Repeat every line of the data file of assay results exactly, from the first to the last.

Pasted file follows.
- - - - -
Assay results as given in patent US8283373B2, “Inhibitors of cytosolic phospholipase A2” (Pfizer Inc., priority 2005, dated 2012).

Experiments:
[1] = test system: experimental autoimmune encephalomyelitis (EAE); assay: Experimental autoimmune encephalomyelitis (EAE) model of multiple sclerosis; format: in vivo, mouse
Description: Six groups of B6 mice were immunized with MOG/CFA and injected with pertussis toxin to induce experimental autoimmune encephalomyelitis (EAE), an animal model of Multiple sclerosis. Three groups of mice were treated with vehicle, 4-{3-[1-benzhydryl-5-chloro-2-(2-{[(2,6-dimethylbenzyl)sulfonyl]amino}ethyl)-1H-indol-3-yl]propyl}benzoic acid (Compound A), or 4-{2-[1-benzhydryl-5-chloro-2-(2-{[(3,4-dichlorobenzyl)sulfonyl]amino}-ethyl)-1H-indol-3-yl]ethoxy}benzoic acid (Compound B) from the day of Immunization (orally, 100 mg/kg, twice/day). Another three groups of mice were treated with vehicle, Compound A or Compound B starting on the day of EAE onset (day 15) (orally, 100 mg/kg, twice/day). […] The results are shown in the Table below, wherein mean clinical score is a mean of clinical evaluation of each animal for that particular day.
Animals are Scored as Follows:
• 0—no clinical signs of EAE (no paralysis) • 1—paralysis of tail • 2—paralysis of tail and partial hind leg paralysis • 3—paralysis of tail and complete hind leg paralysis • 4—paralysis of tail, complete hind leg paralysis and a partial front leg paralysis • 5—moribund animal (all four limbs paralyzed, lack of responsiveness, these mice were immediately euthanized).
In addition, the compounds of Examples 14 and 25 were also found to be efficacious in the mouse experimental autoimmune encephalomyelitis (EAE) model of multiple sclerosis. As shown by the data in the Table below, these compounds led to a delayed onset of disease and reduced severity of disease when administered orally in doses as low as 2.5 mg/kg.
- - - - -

Assay results as given in patent US8283373B2, “Inhibitors of cytosolic phospholipase A2” (Pfizer Inc., priority 2005, dated 2012).

Experiments:
[1] = test system: experimental autoimmune encephalomyelitis (EAE); assay: Experimental autoimmune encephalomyelitis (EAE) model of multiple sclerosis; format: in vivo, mouse
Description: Six groups of B6 mice were immunized with MOG/CFA and injected with pertussis toxin to induce experimental autoimmune encephalomyelitis (EAE), an animal model of Multiple sclerosis. Three groups of mice were treated with vehicle, 4-{3-[1-benzhydryl-5-chloro-2-(2-{[(2,6-dimethylbenzyl)sulfonyl]amino}ethyl)-1H-indol-3-yl]propyl}benzoic acid (Compound A), or 4-{2-[1-benzhydryl-5-chloro-2-(2-{[(3,4-dichlorobenzyl)sulfonyl]amino}-ethyl)-1H-indol-3-yl]ethoxy}benzoic acid (Compound B) from the day of Immunization (orally, 100 mg/kg, twice/day). Another three groups of mice were treated with vehicle, Compound A or Compound B starting on the day of EAE onset (day 15) (orally, 100 mg/kg, twice/day). […] The results are shown in the Table below, wherein mean clinical score is a mean of clinical evaluation of each animal for that particular day.
Animals are Scored as Follows:
• 0—no clinical signs of EAE (no paralysis) • 1—paralysis of tail • 2—paralysis of tail and partial hind leg paralysis • 3—paralysis of tail and complete hind leg paralysis • 4—paralysis of tail, complete hind leg paralysis and a partial front leg paralysis • 5—moribund animal (all four limbs paralyzed, lack of responsiveness, these mice were immediately euthanized).
In addition, the compounds of Examples 14 and 25 were also found to be efficacious in the mouse experimental autoimmune encephalomyelitis (EAE) model of multiple sclerosis. As shown by the data in the Table below, these compounds led to a delayed onset of disease and reduced severity of disease when administered orally in doses as low as 2.5 mg/kg.